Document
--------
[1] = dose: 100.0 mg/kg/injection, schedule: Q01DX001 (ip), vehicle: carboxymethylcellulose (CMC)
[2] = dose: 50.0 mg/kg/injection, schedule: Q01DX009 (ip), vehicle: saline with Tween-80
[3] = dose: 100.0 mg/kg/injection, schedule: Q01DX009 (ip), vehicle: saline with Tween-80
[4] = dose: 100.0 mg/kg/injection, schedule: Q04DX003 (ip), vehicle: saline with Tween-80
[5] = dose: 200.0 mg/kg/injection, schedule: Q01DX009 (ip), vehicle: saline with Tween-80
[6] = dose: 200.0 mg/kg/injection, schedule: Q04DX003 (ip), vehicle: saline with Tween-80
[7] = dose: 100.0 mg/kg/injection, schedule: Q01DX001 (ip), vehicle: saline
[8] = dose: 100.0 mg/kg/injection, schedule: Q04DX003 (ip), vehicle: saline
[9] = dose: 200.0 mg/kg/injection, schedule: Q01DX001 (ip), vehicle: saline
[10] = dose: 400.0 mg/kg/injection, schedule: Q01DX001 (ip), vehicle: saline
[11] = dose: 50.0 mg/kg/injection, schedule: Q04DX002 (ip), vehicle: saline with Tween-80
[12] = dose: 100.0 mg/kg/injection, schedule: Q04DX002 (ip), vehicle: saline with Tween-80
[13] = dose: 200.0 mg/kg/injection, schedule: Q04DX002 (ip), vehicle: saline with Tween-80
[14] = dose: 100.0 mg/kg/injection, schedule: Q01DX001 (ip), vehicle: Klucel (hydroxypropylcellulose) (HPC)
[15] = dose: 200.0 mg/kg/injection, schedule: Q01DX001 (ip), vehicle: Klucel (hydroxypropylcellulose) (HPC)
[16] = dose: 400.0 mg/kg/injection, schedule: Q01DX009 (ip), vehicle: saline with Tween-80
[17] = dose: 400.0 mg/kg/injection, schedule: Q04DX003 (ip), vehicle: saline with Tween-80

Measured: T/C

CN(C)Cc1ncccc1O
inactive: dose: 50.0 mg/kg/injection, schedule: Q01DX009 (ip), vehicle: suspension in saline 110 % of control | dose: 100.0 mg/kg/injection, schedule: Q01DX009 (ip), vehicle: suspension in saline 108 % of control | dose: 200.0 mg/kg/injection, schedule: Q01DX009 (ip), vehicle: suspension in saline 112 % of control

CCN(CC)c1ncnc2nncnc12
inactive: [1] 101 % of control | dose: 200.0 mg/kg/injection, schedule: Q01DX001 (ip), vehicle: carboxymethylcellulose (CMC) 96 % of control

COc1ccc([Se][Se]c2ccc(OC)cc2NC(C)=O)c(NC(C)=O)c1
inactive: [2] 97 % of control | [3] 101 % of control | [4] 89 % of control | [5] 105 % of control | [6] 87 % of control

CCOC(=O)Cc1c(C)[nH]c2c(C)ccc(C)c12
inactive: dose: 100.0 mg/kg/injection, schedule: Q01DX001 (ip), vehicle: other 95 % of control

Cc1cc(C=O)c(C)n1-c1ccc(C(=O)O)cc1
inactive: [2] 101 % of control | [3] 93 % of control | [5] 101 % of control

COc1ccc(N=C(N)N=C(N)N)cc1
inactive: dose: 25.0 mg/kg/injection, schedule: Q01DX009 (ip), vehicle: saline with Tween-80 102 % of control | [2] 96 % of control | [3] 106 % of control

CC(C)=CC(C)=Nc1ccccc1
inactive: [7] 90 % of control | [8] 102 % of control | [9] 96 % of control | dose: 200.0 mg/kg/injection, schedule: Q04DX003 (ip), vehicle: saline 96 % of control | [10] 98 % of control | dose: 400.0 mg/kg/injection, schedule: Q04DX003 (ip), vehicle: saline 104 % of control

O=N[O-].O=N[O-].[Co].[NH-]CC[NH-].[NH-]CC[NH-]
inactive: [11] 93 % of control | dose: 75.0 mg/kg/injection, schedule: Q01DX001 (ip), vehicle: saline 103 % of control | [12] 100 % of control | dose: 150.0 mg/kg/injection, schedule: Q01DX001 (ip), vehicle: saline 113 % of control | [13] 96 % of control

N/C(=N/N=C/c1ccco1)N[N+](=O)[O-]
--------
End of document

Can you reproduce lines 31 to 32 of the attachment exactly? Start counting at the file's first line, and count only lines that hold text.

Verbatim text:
CC(C)=CC(C)=Nc1ccccc1
inactive: [7] 90 % of control | [8] 102 % of control | [9] 96 % of control | dose: 200.0 mg/kg/injection, schedule: Q04DX003 (ip), vehicle: saline 96 % of control | [10] 98 % of control | dose: 400.0 mg/kg/injection, schedule: Q04DX003 (ip), vehicle: saline 104 % of control